So if almost nobody is talking about climate change as a cause for the collapse of civilization, even fewer are connecting it with resource depletion and other sustainability issues, and yet fewer still are noting that this will most likely be the end for advanced civilization on this planet because the resources will have been dissipated after we're done, is it any wonder that the average person cannot connect the dots from the isolated bits of information he is given and tends to brush it off as something that does not warrant a change in lifestyle?

    It's understandable why scientists and environmentalists have been reluctant to use stronger language -- after all being too extreme and claiming imminent human extinction due to methane release or something of the sort will indeed undermine your credibility, and justifiably so. But the failure to communicate to truth is no less disastrous because of that.

  4. Conservative politicians all over the world look like idiots when it comes to climate. How many actually fully acknowledge the science and the need for sweeping changes? None.

  5. I am for raising the cost of carbon through a carbon tax that starts out with a ratcheting upwards mechanism to make carbon energy ten times more expensive over ten years. The revenue should be used for financing "innovations" in renewable energy and renewable fuels including fuels from hemp, along with financing the ten year long transition removing fossil fuels from cars and light trucks.

    The USA took about a year to convert automobile manufacturing to military equipment in WW2, so don't tell us that the USA could not convert cars to at a minimum plug-in hybrids running on renewable fuels in extended range mode.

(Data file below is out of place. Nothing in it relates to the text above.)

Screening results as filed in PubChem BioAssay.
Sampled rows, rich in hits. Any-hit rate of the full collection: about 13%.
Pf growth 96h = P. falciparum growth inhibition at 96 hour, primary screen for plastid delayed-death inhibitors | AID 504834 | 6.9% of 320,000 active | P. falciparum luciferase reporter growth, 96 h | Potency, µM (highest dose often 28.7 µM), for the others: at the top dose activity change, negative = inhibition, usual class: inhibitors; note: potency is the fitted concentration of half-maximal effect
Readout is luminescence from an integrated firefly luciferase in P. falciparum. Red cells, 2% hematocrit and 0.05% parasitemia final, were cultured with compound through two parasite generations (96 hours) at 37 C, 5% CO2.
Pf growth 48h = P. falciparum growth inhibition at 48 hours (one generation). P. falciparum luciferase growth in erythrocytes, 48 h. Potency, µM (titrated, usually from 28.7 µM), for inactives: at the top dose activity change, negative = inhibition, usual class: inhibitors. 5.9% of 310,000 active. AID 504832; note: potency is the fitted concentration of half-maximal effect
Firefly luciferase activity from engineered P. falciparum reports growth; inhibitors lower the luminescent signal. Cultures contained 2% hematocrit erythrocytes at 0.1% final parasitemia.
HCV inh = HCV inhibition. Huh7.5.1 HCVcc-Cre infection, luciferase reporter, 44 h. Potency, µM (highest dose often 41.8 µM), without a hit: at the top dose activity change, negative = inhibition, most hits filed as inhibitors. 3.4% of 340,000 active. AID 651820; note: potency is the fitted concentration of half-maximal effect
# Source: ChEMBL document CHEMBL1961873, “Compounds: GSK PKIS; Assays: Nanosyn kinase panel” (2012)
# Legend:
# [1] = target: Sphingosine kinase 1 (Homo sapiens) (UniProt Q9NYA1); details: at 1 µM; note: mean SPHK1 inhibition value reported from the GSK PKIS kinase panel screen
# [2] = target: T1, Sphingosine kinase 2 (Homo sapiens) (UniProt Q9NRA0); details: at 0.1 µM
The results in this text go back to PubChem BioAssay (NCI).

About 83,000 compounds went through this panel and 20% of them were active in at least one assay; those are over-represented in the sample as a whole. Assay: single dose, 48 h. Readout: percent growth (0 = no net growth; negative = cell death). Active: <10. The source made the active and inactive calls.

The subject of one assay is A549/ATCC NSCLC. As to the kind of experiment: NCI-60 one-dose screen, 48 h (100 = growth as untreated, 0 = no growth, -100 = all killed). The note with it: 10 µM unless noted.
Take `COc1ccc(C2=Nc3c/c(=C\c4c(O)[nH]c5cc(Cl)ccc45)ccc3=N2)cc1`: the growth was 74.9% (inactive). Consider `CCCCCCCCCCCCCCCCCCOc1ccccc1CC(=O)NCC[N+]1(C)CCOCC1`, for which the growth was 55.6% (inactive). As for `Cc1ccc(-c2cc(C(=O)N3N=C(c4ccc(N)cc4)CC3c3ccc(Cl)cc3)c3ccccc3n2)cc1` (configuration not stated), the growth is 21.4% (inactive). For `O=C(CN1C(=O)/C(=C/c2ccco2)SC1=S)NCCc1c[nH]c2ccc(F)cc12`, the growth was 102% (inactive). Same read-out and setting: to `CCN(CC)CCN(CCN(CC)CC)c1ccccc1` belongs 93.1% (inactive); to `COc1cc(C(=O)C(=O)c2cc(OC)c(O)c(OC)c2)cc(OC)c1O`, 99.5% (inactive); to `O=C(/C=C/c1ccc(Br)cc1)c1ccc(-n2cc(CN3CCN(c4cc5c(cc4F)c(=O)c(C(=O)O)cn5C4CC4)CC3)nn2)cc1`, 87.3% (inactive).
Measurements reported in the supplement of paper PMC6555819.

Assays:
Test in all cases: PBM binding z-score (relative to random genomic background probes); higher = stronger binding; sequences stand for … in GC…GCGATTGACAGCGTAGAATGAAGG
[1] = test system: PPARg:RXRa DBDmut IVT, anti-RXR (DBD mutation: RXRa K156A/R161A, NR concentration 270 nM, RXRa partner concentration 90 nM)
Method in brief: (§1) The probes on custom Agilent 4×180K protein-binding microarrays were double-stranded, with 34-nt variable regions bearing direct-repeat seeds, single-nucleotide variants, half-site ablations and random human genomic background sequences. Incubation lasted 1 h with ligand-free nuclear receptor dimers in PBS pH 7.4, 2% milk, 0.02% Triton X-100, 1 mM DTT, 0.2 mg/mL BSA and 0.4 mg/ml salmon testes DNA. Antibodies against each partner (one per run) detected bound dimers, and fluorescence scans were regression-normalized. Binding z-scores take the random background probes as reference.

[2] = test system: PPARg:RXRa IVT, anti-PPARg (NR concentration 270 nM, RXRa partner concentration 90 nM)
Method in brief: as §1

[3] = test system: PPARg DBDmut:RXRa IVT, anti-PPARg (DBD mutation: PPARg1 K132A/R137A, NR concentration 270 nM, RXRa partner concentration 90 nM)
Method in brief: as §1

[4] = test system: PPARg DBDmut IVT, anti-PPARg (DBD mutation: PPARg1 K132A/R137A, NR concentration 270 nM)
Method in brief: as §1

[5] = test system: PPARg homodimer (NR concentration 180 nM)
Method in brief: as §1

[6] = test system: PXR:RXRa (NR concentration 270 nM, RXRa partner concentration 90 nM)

Now that the greed-heads have denied the advancing climate disaster until the effects are becoming undeniable.

    AND NOW... They want to tell us that it is too late and too expensive to do anything about it now!


  6. Ciao professore,

    My bet is that the conservatives will completely deny the problem and the electorate will let them get away with it for quite a while longer. Perhaps we will completely skip the "how we do avoid it" phase and jump straight to the "who gets the money to mitigate it" phase.

    That said, the "technology will solve this" argument is very alluring, particularly if you have a connection to Silicon Valley. So far, technology has always been one step ahead of disaster, so that we didn't have mass starvation in the 19th century, or run out of oil in the 1970s. But was Malthus wrong, or just 200 years ahead of his time?

    Something I do not understand is whether we would have a better chance to developing clean energy sources if we invested more in pure R&D at the national level. The SUA put a huge amount of our national GNP into both the Manhattan Project and the Moonshot.

    Why can't we do that for clean energy?

  7. There are many ways of being in climate and resource depletion denial but whatever one says our real beliefs are betrayed by our actions. If we are not personally doing everything we can to reduce our resource use then we will be perceived as (and really are) just some clown in a theatre screaming FIRE! without even getting up from our own seat. The rest of the crowd will just figure we want a better view.

    So get started, we all have a long and difficult learning process ahead of us, most of it will be about changing our lifestyles, little about buying 'greener' technology, and you are the only one you can count on to start making changes. Do not expect of yourself to get directly to zero, just start. The good news is that most everything we learn will serve us well as we try to survive in the deepening consequences of our specie's conduct.

    Rob Rhodes, Canada

  8. Carly Fiorina the woman who as chief executive officer and chairman at Hewlett-Packard nearly destroyed it now tryes to destroy the planet?
    Very likely if she will be appointed President of USA.

    Prof. Bardi let be serius please and get rid of that caricature!



Ugo Bardi is a member of the Club of Rome and the author of "Extracted: how the quest for mineral resources is plundering the Planet" (Chelsea Green 2014)